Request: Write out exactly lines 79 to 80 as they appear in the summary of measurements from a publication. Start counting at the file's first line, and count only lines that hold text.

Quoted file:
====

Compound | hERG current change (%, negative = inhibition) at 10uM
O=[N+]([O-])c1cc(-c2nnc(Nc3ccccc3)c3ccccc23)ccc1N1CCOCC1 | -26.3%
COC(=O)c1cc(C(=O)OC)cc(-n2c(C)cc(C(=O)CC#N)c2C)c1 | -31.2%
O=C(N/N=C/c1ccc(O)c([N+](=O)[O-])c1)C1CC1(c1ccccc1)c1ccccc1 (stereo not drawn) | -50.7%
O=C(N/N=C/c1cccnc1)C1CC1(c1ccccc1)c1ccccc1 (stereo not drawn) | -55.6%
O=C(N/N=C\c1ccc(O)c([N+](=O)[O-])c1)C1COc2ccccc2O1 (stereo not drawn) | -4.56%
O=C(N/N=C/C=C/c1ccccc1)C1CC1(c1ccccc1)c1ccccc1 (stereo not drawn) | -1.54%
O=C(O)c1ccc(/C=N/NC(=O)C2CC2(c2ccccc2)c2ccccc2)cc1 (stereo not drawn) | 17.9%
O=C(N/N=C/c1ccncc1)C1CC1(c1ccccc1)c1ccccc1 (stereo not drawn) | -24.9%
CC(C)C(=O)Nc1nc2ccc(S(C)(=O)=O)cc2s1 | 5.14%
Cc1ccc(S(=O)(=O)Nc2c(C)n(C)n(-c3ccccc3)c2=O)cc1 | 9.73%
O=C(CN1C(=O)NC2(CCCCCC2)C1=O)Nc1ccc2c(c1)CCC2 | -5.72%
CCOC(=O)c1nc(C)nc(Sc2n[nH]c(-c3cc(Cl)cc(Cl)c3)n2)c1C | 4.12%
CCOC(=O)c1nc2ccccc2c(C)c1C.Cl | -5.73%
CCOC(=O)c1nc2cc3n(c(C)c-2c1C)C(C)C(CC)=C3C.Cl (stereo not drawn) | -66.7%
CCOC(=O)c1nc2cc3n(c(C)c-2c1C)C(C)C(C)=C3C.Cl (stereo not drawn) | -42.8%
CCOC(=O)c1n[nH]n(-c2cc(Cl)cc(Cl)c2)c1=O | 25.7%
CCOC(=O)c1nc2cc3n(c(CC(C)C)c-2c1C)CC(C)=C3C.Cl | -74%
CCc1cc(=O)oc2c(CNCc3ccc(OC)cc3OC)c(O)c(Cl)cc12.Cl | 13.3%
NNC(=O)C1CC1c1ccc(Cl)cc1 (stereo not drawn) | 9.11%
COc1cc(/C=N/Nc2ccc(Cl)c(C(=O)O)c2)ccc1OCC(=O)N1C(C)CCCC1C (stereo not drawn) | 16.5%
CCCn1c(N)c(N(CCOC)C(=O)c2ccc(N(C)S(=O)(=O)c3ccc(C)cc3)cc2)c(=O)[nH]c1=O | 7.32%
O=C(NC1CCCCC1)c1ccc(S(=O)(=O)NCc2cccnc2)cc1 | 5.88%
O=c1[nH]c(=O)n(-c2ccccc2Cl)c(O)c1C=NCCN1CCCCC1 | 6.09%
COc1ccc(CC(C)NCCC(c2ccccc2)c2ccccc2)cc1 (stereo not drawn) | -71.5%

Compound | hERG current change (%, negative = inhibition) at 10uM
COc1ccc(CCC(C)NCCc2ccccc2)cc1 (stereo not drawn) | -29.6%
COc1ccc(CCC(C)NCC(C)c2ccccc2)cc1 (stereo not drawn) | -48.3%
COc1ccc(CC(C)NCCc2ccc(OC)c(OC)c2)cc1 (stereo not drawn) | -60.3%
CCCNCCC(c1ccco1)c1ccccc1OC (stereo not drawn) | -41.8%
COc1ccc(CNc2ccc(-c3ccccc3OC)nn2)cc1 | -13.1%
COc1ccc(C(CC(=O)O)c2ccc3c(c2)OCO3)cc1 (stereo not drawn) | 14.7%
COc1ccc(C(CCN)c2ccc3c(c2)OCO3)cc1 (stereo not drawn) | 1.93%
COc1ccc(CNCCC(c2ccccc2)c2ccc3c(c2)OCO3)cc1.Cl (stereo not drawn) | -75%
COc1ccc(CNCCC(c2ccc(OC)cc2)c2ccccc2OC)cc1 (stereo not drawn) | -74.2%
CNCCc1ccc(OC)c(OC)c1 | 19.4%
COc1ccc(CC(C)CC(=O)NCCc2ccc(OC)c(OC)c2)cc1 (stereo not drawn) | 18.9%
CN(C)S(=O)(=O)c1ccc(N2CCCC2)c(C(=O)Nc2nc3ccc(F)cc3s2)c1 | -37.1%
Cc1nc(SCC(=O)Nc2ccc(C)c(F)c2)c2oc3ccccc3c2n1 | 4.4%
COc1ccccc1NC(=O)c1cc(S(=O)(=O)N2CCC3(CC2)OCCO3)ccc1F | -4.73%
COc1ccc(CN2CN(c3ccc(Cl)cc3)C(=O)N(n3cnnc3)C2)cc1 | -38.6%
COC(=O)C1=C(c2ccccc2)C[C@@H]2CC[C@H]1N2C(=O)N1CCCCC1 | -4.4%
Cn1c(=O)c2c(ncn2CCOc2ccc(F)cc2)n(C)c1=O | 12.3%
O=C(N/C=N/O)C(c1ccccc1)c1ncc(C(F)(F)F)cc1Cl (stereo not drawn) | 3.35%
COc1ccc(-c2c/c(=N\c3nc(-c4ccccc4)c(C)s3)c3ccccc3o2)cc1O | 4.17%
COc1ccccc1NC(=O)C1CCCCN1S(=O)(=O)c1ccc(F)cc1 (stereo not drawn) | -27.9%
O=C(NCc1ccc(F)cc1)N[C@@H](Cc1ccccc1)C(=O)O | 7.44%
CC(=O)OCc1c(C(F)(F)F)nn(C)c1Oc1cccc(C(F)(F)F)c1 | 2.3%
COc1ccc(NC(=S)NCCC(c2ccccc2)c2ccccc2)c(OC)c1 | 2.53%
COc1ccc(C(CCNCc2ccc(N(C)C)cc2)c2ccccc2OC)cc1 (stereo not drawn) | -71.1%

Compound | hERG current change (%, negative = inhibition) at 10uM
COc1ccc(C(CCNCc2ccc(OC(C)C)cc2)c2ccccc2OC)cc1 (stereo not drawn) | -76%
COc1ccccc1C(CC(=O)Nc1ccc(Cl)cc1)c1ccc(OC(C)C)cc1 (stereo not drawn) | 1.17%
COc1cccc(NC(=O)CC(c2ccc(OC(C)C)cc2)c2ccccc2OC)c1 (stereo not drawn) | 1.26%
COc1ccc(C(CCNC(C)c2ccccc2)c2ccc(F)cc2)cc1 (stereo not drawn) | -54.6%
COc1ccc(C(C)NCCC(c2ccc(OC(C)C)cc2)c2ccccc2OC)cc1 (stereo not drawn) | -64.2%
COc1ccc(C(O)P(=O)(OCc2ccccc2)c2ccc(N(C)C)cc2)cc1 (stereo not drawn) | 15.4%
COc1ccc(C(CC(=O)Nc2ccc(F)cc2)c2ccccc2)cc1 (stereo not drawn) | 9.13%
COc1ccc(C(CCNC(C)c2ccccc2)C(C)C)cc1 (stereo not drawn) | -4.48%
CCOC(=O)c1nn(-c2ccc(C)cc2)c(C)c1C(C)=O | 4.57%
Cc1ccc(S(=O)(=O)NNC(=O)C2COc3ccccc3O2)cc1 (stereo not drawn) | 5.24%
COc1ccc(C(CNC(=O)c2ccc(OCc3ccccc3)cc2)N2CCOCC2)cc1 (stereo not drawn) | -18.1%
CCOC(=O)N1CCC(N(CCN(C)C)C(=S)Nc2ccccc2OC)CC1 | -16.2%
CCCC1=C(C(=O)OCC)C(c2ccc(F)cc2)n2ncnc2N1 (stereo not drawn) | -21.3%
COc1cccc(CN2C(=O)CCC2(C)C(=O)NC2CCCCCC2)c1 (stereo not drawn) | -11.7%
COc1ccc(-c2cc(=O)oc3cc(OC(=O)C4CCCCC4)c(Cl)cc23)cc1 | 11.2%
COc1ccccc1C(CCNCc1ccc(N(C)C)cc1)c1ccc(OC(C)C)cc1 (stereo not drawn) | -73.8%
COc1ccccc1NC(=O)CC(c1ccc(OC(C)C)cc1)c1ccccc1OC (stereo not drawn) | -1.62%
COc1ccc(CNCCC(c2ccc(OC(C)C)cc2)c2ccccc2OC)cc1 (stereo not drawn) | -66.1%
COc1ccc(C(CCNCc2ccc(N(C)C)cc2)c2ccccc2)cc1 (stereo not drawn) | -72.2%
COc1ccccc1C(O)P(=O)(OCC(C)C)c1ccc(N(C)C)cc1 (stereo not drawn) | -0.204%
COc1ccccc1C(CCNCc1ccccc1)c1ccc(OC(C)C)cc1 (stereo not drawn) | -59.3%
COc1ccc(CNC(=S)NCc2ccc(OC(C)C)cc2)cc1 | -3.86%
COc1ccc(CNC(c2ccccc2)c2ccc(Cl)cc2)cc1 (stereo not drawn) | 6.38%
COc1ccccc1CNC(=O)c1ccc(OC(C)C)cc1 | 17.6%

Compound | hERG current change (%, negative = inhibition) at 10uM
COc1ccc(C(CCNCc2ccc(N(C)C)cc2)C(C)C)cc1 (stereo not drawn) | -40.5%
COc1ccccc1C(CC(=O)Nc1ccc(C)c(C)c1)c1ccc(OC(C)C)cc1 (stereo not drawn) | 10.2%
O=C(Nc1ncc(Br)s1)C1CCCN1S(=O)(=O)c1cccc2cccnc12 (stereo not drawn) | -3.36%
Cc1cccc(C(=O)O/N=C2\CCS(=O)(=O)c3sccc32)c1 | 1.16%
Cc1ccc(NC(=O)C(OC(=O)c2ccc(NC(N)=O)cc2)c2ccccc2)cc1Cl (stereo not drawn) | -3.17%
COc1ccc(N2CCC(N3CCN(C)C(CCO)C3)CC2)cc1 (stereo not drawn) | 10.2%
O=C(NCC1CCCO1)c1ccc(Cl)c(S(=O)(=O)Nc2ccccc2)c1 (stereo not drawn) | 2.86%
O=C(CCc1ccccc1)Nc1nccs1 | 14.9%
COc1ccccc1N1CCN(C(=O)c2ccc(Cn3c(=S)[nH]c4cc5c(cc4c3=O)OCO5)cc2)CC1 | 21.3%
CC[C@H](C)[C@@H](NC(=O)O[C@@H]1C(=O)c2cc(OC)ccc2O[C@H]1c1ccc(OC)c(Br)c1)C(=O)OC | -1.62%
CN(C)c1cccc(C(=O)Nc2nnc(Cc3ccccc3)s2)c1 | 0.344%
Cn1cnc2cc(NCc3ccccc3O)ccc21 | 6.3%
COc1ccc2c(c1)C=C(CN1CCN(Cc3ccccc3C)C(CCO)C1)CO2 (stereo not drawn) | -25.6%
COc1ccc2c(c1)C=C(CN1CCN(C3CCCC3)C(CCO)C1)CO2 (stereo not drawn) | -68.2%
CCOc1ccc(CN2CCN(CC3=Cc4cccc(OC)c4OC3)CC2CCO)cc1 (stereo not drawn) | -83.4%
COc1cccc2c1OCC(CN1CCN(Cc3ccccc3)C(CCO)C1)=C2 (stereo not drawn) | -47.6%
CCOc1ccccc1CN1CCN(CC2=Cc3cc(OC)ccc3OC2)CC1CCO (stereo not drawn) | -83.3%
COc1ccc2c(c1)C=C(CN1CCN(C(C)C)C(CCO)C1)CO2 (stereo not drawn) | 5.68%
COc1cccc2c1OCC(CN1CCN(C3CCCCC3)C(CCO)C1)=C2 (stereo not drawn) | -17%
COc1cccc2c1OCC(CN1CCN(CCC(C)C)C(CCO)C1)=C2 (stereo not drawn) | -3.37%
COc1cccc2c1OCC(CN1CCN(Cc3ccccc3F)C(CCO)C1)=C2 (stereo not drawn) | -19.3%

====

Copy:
O=C(Nc1ncc(Br)s1)C1CCCN1S(=O)(=O)c1cccc2cccnc12 (stereo not drawn) | -3.36%
Cc1cccc(C(=O)O/N=C2\CCS(=O)(=O)c3sccc32)c1 | 1.16%